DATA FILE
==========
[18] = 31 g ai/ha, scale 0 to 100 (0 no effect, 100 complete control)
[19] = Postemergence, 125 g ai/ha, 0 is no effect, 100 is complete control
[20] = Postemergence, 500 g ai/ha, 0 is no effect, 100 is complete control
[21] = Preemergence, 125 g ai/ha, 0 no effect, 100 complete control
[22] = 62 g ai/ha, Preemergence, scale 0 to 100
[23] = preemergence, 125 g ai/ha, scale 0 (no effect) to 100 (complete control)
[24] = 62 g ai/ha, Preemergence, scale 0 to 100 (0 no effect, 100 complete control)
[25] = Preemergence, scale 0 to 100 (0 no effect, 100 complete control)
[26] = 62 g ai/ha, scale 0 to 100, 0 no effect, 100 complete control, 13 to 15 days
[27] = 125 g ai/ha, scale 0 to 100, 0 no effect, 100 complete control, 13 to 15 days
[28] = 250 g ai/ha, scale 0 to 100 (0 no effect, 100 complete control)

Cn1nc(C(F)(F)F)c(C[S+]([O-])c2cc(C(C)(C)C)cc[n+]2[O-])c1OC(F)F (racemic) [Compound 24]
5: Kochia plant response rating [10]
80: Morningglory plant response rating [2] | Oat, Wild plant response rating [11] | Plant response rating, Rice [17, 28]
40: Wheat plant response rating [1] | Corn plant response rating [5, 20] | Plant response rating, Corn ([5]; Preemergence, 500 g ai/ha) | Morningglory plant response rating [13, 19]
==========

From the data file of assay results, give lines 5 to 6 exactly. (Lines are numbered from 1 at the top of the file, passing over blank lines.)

[22] = 62 g ai/ha, Preemergence, scale 0 to 100
[23] = preemergence, 125 g ai/ha, scale 0 (no effect) to 100 (complete control)